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Implementation and Operational Research



Many HIV-infected pregnant women identified during antenatal care (ANC) do not enroll in long-term HIV care, resulting in deterioration of maternal health and continued risk of HIV transmission to infants.


We performed a cluster randomized trial to evaluate the effect of integrating HIV care into ANC clinics in rural Kenya. Twelve facilities were randomized to provide either integrated services (ANC, prevention of mother-to-child transmission, and HIV care delivered in the ANC clinic; n = 6 intervention facilities) or standard ANC services (including prevention of mother-to-child transmission and referral to a separate clinic for HIV care; n = 6 control facilities).


There were high patient attrition rates over the course of this study. Among study participants who enrolled in HIV care, there was 12-month follow-up data for 256 of 611 (41.8%) women and postpartum data for only 325 of 1172 (28%) women. By 9 months of age, 382 of 568 (67.3%) infants at intervention sites and 338 of 594 (57.0%) at control sites had tested for HIV [odds ratio (OR) 1.45, 95% confidence interval (CI): 0.71 to 2.82]; 7.3% of infants tested HIV positive at intervention sites compared with 8.0% of infants at control sites (OR 0.89, 95% CI: 0.56 to 1.43). The composite clinical/immunologic progression into AIDS was similar in both arms (4.9% vs. 5.1%, OR 0.83, 95% CI: 0.41 to 1.68).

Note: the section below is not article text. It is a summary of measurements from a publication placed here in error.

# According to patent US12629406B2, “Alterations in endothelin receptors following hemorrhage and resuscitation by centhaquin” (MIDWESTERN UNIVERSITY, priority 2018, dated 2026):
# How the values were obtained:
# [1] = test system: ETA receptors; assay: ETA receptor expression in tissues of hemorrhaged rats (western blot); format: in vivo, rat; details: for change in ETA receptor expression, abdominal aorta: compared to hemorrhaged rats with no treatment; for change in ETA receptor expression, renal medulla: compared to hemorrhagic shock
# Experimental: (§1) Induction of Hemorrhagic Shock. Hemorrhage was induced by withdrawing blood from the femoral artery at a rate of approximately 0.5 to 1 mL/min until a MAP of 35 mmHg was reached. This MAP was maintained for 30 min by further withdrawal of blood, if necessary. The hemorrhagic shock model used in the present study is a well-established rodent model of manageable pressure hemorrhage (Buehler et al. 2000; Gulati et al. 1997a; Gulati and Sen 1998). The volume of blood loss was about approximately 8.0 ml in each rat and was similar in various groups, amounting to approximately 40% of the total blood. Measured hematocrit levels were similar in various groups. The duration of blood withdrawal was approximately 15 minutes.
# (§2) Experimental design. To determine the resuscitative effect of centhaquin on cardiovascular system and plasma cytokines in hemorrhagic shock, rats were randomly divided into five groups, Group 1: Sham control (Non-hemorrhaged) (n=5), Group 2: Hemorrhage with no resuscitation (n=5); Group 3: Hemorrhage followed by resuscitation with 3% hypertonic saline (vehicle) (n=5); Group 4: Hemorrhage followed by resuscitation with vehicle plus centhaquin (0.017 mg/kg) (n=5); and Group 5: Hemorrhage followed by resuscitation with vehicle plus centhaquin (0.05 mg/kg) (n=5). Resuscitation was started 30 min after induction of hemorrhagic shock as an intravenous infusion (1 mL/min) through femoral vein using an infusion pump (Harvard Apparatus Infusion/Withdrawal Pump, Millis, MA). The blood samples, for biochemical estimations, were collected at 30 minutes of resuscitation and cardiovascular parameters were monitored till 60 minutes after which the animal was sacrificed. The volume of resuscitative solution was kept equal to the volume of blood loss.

Despite the provision of integrated services, patient attrition was substantial in both arms, suggesting barriers beyond lack of service integration. Integration of HIV services into the ANC clinic was not associated with a reduced risk of HIV transmission to infants and did not appear to affect short-term maternal health outcomes.

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